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Trends in type 2 diabetes mellitus disease burden in European Union countries between 1990 and 2019

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Title: Trends in type 2 diabetes mellitus disease burden in European Union countries between 1990 and 2019
Authors: Goodall, R
Alazawi, A
Hughes, W
Bravis, V
Salciccioli, J
Marshall, D
Crowley, C
Shalhoub, J
Item Type: Journal Article
Abstract: This observational study aimed to assess trends in type 2 diabetes mellitus (T2DM) disease burden in European Union countries for the years 1990–2019. Sex specific T2DM age-standardised prevalence (ASPRs), mortality (ASMRs) and disability-adjusted life-year rates (DALYs) per 100,000 population were extracted from the Global Burden of Disease (GBD) Study online results tool for each EU country (inclusive of the United Kingdom), for the years 1990–2019. Trends were analysed using Joinpoint regression analysis. Between 1990 and 2019, increases in T2DM ASPRs were observed for all EU countries. The highest relative increases in ASPRs were observed in Luxembourg (males + 269.1%, females + 219.2%), Ireland (males + 191.9%, females + 165.7%) and the UK (males + 128.6%, females + 114.6%). Mortality trends were less uniform across EU countries, however a general trend towards reducing T2DM mortality was observed, with ASMRs decreasing over the 30-year period studied in 16/28 countries for males and in 24/28 countries for females. The UK observed the highest relative decrease in ASMRs for males (− 46.9%). For females, the largest relative decrease in ASMRs was in Cyprus (− 67.6%). DALYs increased in 25/28 countries for males and in 17/28 countries for females between 1990 and 2019. DALYs were higher in males than females in all EU countries in 2019. T2DM prevalence rates have increased across EU countries over the last 30 years. Mortality from T2DM has generally decreased in EU countries, however trends were more variable than those observed for prevalence. Primary prevention strategies should continue to be a focus for preventing T2DM in at risk groups in EU countries.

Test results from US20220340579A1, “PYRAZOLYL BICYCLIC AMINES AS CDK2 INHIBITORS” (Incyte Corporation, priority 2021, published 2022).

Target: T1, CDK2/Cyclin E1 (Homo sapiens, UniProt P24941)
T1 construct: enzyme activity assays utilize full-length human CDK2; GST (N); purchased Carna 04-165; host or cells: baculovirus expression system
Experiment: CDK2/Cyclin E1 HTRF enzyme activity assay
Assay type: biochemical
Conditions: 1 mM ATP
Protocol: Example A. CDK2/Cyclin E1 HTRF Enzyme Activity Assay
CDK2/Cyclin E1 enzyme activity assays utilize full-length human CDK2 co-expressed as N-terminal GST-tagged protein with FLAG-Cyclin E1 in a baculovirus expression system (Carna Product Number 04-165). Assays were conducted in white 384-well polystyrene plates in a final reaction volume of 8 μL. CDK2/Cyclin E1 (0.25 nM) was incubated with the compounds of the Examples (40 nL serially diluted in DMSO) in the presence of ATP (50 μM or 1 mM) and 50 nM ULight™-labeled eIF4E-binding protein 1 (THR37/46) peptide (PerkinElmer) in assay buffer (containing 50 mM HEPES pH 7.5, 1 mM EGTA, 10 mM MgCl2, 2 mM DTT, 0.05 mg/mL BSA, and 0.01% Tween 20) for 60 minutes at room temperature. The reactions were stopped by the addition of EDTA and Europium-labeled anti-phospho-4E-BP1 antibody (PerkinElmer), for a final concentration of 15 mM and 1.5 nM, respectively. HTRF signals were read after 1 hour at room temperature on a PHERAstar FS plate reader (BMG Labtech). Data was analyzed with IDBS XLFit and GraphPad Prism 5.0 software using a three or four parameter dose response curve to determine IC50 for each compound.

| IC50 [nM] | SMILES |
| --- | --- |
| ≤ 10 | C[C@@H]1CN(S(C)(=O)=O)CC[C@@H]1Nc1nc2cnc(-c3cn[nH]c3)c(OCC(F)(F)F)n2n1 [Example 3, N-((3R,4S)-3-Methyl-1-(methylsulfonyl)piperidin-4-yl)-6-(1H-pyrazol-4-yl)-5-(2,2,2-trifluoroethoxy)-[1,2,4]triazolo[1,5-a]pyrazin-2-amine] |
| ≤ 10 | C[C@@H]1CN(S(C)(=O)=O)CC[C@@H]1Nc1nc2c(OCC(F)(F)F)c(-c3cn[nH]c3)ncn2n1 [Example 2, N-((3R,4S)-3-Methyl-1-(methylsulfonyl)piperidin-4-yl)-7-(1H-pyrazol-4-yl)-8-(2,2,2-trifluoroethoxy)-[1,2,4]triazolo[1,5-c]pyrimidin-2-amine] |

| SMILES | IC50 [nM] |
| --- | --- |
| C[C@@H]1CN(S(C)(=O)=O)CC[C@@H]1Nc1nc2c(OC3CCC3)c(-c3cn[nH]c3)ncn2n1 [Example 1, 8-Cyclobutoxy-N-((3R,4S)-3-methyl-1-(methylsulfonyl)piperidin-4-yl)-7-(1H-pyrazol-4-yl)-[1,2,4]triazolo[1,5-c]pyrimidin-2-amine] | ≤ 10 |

Issue Date: 28-Jul-2021
Date of Acceptance: 15-Jul-2021
URI: http://hdl.handle.net/10044/1/90658
DOI: 10.1038/s41598-021-94807-z
ISSN: 2045-2322
Publisher: Nature Publishing Group
Journal / Book Title: Scientific Reports
Volume: 11
Copyright Statement: © 2021 The Author(s). Open Access. This article is licensed under a Creative Commons Attribution 4.0 International License, which permits use, sharing, adaptation, distribution and reproduction in any medium or format, as long as you give appropriate credit to the original author(s) and the source, provide a link to the Creative Commons licence, and indicate if changes were made. The images or other third party material in this article are included in the article's Creative Commons licence, unless indicated otherwise in a credit line to the material. If material is not included in the article's Creative Commons licence and your intended use is not permitted by statutory regulation or exceeds the permitted use, you will need to obtain permission directly from the copyright holder. To view a copy of this licence, visit http://creativecommons.org/licenses/by/4.0/.
Publication Status: Published
Article Number: 15356
Online Publication Date: 2021-07-28
Appears in Collections:Department of Surgery and Cancer

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